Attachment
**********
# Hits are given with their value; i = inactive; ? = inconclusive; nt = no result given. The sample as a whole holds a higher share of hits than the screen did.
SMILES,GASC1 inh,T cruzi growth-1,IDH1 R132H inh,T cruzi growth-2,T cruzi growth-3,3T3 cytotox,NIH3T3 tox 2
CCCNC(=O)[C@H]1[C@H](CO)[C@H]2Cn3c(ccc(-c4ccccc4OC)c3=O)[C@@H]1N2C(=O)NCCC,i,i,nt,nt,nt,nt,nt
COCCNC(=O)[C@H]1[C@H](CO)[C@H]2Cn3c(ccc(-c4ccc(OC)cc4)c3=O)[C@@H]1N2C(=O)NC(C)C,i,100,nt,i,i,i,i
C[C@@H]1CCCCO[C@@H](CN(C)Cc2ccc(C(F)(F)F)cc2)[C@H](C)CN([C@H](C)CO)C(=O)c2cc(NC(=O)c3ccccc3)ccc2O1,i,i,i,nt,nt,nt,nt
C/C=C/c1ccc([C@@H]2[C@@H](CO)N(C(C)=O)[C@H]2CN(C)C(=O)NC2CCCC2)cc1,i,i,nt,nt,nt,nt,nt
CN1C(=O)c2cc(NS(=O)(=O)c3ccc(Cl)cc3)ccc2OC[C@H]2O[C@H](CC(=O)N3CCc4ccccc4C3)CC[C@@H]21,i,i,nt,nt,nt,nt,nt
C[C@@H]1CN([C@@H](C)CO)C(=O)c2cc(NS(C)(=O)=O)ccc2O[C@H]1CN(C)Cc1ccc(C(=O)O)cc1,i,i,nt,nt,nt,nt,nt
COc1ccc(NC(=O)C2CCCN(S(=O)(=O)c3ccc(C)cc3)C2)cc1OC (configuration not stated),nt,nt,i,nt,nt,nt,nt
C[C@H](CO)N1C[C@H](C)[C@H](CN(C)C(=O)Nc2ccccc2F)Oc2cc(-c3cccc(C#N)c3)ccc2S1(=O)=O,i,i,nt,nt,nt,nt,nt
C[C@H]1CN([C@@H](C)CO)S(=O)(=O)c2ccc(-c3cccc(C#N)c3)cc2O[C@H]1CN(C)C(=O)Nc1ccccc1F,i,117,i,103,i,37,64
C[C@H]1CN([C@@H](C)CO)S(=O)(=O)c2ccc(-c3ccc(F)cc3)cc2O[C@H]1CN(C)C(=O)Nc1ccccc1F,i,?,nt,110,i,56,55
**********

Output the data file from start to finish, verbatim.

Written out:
# Hits are given with their value; i = inactive; ? = inconclusive; nt = no result given. The sample as a whole holds a higher share of hits than the screen did.
SMILES,GASC1 inh,T cruzi growth-1,IDH1 R132H inh,T cruzi growth-2,T cruzi growth-3,3T3 cytotox,NIH3T3 tox 2
CCCNC(=O)[C@H]1[C@H](CO)[C@H]2Cn3c(ccc(-c4ccccc4OC)c3=O)[C@@H]1N2C(=O)NCCC,i,i,nt,nt,nt,nt,nt
COCCNC(=O)[C@H]1[C@H](CO)[C@H]2Cn3c(ccc(-c4ccc(OC)cc4)c3=O)[C@@H]1N2C(=O)NC(C)C,i,100,nt,i,i,i,i
C[C@@H]1CCCCO[C@@H](CN(C)Cc2ccc(C(F)(F)F)cc2)[C@H](C)CN([C@H](C)CO)C(=O)c2cc(NC(=O)c3ccccc3)ccc2O1,i,i,i,nt,nt,nt,nt
C/C=C/c1ccc([C@@H]2[C@@H](CO)N(C(C)=O)[C@H]2CN(C)C(=O)NC2CCCC2)cc1,i,i,nt,nt,nt,nt,nt
CN1C(=O)c2cc(NS(=O)(=O)c3ccc(Cl)cc3)ccc2OC[C@H]2O[C@H](CC(=O)N3CCc4ccccc4C3)CC[C@@H]21,i,i,nt,nt,nt,nt,nt
C[C@@H]1CN([C@@H](C)CO)C(=O)c2cc(NS(C)(=O)=O)ccc2O[C@H]1CN(C)Cc1ccc(C(=O)O)cc1,i,i,nt,nt,nt,nt,nt
COc1ccc(NC(=O)C2CCCN(S(=O)(=O)c3ccc(C)cc3)C2)cc1OC (configuration not stated),nt,nt,i,nt,nt,nt,nt
C[C@H](CO)N1C[C@H](C)[C@H](CN(C)C(=O)Nc2ccccc2F)Oc2cc(-c3cccc(C#N)c3)ccc2S1(=O)=O,i,i,nt,nt,nt,nt,nt
C[C@H]1CN([C@@H](C)CO)S(=O)(=O)c2ccc(-c3cccc(C#N)c3)cc2O[C@H]1CN(C)C(=O)Nc1ccccc1F,i,117,i,103,i,37,64
C[C@H]1CN([C@@H](C)CO)S(=O)(=O)c2ccc(-c3ccc(F)cc3)cc2O[C@H]1CN(C)C(=O)Nc1ccccc1F,i,?,nt,110,i,56,55